Long ago, a group of artists finished their artworks with deliberate additions of mistakes. Mistakes varied, depending on the artist and the medium. It could be a brushstroke, a tiny imperfection in the varnish, something that the casual admirer would never notice. The artist would know, however, and that meant that their maker knew and thus the eternal imbalance between human artist and divine creator was perfectly maintained.
This approach to creation of art is reflected in the story of the human weaver Ariadne and the goddess Aphrodite. Talented Ariadne was allowed to create exceptional works of art as long as she included an imperfection (so as not to challenge the perfection of the goddess). When Ariadne fails to make her mistake, one thing leads to another and at the end of the story, the poor woman has been transformed into a spider.
As a writer, I take these artistic creation stories very seriously. It seems pretty simple: write an excellent story and then make a small dollop of words go sideways and ruin its perfect flow. It could be a custom enhancement for my favorite word processing program, a cue to ensure that the error is glowing wonderfully strong and evil when I do my final review.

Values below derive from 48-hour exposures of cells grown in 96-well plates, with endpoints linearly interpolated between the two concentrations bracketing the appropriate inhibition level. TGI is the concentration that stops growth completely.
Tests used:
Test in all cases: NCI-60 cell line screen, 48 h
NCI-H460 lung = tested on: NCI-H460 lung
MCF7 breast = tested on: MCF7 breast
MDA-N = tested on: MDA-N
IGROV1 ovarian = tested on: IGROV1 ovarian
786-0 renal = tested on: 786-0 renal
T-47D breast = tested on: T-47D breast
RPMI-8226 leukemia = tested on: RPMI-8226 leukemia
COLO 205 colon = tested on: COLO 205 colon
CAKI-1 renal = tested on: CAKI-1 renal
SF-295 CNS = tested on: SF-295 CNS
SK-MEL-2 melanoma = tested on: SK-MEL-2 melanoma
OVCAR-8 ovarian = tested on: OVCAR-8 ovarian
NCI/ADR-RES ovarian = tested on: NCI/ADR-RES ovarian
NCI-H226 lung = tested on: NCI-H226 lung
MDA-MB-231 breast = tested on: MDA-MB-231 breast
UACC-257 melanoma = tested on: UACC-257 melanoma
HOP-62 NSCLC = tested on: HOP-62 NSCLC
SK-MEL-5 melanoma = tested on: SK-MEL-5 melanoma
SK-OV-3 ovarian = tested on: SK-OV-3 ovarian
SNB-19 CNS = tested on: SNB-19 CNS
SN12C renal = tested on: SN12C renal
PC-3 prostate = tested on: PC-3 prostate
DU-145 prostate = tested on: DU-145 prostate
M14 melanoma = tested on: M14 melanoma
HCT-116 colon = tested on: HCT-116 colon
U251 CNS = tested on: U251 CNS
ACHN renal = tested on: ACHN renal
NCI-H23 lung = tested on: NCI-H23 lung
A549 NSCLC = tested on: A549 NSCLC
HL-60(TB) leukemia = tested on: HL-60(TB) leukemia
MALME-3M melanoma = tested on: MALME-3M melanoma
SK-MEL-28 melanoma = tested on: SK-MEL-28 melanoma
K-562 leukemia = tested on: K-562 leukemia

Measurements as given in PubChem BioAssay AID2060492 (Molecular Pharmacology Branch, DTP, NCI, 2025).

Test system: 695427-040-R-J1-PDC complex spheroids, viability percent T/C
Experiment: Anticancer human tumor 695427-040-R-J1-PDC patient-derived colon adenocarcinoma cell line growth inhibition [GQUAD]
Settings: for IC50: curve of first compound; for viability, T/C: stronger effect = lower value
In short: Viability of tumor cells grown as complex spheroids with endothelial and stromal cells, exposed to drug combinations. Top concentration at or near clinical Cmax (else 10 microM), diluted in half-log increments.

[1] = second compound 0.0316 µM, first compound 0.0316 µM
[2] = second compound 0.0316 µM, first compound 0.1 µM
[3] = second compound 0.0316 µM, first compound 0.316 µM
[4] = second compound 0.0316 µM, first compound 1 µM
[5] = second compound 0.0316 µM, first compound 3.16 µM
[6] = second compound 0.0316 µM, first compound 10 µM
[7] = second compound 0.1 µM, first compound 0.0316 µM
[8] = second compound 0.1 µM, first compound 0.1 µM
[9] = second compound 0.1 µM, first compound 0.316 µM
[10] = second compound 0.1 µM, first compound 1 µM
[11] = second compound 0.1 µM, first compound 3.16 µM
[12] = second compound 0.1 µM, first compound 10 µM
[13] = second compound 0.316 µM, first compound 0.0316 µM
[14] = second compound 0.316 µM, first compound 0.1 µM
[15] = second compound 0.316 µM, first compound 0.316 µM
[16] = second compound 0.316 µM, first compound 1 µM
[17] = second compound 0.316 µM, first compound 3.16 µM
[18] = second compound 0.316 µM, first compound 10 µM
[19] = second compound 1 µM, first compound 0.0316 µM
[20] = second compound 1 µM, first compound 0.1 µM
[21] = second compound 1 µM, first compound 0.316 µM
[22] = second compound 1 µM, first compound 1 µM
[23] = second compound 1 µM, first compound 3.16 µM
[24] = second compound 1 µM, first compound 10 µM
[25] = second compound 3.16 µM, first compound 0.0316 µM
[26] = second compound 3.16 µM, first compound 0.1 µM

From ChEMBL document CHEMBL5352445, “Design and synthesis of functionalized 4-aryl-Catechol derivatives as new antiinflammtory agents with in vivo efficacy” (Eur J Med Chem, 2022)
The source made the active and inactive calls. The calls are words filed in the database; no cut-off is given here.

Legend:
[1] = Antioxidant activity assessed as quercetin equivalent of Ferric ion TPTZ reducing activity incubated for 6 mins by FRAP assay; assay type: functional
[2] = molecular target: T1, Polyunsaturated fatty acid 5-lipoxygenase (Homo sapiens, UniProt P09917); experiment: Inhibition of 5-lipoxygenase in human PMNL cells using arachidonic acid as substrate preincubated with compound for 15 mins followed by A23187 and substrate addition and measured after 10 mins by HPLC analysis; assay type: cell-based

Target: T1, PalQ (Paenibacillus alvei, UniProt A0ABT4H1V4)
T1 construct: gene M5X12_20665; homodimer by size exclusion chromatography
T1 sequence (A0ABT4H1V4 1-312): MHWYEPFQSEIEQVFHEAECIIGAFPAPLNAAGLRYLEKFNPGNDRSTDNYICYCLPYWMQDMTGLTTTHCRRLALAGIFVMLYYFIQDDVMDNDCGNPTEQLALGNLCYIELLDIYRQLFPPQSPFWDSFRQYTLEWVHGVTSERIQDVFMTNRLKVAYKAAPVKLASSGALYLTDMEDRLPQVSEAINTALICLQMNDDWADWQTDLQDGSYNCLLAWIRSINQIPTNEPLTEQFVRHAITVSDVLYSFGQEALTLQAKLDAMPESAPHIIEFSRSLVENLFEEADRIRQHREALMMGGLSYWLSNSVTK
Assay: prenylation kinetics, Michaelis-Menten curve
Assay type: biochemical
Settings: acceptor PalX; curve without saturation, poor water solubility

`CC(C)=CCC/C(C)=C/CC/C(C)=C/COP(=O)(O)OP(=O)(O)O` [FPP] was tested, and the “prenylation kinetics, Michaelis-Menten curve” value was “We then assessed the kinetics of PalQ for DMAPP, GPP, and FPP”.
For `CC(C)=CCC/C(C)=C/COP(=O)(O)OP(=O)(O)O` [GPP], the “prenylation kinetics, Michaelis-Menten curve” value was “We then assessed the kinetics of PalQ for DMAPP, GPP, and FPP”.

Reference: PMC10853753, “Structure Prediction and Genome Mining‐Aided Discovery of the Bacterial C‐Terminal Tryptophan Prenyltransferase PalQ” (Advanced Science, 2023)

My problem is that I can’t wait that long. If I don’t get that mistake out of the way at the very beginning, no writing is going to get done. Knowing this about myself, I have developed a process that works marvelously well. Perhaps it might do the same for you.
Here it is: Start every piece with a terrible sentence or series of sentences. Mistake done, there is no need to worry that it will be forgotten or wonder if it’s time to work it in.
Here’s how I do it. I turn on the computer, figure out what I am going to work on, and then I dive in head first. I get a good, solid running start and slam the worst possible beginning down on the page.
Splat! It is spectacular. The lurching, grinning monster is hideous, magnificent in flaming wrongness. There is no hope of redeeming even the smallest bit of it. The stench is incredible. This mistake is one of the best ones yet, so inspiring that I now head right into the work.
I push myself up from the road, brush off twigs and dirt, and race as far as I can get from the shrieking muck. I don’t let myself think. My sole focus is to get those words down, capture my surging ideas, and keep moving fast no matter what.
My red pencil-wielding editor ego doesn’t get involved. It’s already occupied. Mute with horror, it stares at the horrible mistake at the very beginning. It can’t go on until that is fixed — and there is no fixing that monster, so there the editor remains while I romp, run, and roar through to a finished piece.
So, should it ever be hard to get started with a story or a blog post, an essay, anything, start by flinging the worst possible idea that you can come up with at the page and then keep on going. Let the mistake be its stinking loathesome self while you capture the essence of a brilliant concept, shattering insight, and an essential perspective.